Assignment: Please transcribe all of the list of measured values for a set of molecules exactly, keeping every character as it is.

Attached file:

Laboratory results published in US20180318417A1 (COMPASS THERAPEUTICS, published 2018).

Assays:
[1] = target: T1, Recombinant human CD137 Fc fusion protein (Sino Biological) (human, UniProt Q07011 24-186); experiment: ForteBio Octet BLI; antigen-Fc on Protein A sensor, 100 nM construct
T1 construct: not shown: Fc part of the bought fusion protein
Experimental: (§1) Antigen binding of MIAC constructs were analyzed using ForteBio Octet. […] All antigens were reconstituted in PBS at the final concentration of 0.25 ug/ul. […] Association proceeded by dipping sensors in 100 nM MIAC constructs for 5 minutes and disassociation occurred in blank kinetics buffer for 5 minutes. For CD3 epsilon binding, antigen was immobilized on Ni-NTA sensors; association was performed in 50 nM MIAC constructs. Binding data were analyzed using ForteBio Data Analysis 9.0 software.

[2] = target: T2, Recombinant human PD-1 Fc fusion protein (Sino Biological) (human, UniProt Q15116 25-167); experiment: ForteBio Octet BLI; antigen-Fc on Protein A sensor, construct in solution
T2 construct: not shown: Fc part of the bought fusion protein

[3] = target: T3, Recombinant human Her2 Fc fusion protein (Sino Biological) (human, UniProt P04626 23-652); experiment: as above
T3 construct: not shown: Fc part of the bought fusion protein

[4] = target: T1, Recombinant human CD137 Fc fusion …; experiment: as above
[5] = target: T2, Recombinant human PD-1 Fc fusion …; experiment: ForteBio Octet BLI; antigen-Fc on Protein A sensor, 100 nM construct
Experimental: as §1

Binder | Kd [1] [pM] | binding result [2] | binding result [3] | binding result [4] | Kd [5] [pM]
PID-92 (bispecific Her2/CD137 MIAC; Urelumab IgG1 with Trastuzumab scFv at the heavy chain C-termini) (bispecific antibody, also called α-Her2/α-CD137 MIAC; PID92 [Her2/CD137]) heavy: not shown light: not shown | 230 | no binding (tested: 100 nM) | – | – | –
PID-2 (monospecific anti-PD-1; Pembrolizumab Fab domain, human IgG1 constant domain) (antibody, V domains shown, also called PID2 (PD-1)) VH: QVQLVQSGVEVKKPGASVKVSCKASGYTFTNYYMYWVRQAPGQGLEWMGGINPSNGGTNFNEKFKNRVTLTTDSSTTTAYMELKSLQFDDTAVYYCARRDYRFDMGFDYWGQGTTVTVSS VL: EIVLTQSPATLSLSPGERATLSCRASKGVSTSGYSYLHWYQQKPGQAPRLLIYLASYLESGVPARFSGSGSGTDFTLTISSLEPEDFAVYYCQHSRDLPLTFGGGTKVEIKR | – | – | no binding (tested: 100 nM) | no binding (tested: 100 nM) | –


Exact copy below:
Laboratory results published in US20180318417A1 (COMPASS THERAPEUTICS, published 2018).

Assays:
[1] = target: T1, Recombinant human CD137 Fc fusion protein (Sino Biological) (human, UniProt Q07011 24-186); experiment: ForteBio Octet BLI; antigen-Fc on Protein A sensor, 100 nM construct
T1 construct: not shown: Fc part of the bought fusion protein
Experimental: (§1) Antigen binding of MIAC constructs were analyzed using ForteBio Octet. […] All antigens were reconstituted in PBS at the final concentration of 0.25 ug/ul. […] Association proceeded by dipping sensors in 100 nM MIAC constructs for 5 minutes and disassociation occurred in blank kinetics buffer for 5 minutes. For CD3 epsilon binding, antigen was immobilized on Ni-NTA sensors; association was performed in 50 nM MIAC constructs. Binding data were analyzed using ForteBio Data Analysis 9.0 software.

[2] = target: T2, Recombinant human PD-1 Fc fusion protein (Sino Biological) (human, UniProt Q15116 25-167); experiment: ForteBio Octet BLI; antigen-Fc on Protein A sensor, construct in solution
T2 construct: not shown: Fc part of the bought fusion protein

[3] = target: T3, Recombinant human Her2 Fc fusion protein (Sino Biological) (human, UniProt P04626 23-652); experiment: as above
T3 construct: not shown: Fc part of the bought fusion protein

[4] = target: T1, Recombinant human CD137 Fc fusion …; experiment: as above
[5] = target: T2, Recombinant human PD-1 Fc fusion …; experiment: ForteBio Octet BLI; antigen-Fc on Protein A sensor, 100 nM construct
Experimental: as §1

Binder | Kd [1] [pM] | binding result [2] | binding result [3] | binding result [4] | Kd [5] [pM]
PID-92 (bispecific Her2/CD137 MIAC; Urelumab IgG1 with Trastuzumab scFv at the heavy chain C-termini) (bispecific antibody, also called α-Her2/α-CD137 MIAC; PID92 [Her2/CD137]) heavy: not shown light: not shown | 230 | no binding (tested: 100 nM) | – | – | –
PID-2 (monospecific anti-PD-1; Pembrolizumab Fab domain, human IgG1 constant domain) (antibody, V domains shown, also called PID2 (PD-1)) VH: QVQLVQSGVEVKKPGASVKVSCKASGYTFTNYYMYWVRQAPGQGLEWMGGINPSNGGTNFNEKFKNRVTLTTDSSTTTAYMELKSLQFDDTAVYYCARRDYRFDMGFDYWGQGTTVTVSS VL: EIVLTQSPATLSLSPGERATLSCRASKGVSTSGYSYLHWYQQKPGQAPRLLIYLASYLESGVPARFSGSGSGTDFTLTISSLEPEDFAVYYCQHSRDLPLTFGGGTKVEIKR | – | – | no binding (tested: 100 nM) | no binding (tested: 100 nM) | –